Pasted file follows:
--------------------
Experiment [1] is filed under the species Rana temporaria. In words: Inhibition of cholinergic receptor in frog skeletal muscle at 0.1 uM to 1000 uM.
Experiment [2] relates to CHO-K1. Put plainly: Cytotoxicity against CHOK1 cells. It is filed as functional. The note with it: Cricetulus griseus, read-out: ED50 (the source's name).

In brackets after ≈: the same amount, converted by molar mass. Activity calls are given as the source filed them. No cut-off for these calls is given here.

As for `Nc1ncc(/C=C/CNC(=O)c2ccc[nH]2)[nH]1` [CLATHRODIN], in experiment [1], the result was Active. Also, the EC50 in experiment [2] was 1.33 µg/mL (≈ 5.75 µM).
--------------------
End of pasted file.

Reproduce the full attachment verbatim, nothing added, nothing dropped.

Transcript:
Experiment [1] is filed under the species Rana temporaria. In words: Inhibition of cholinergic receptor in frog skeletal muscle at 0.1 uM to 1000 uM.
Experiment [2] relates to CHO-K1. Put plainly: Cytotoxicity against CHOK1 cells. It is filed as functional. The note with it: Cricetulus griseus, read-out: ED50 (the source's name).

In brackets after ≈: the same amount, converted by molar mass. Activity calls are given as the source filed them. No cut-off for these calls is given here.

As for `Nc1ncc(/C=C/CNC(=O)c2ccc[nH]2)[nH]1` [CLATHRODIN], in experiment [1], the result was Active. Also, the EC50 in experiment [2] was 1.33 µg/mL (≈ 5.75 µM).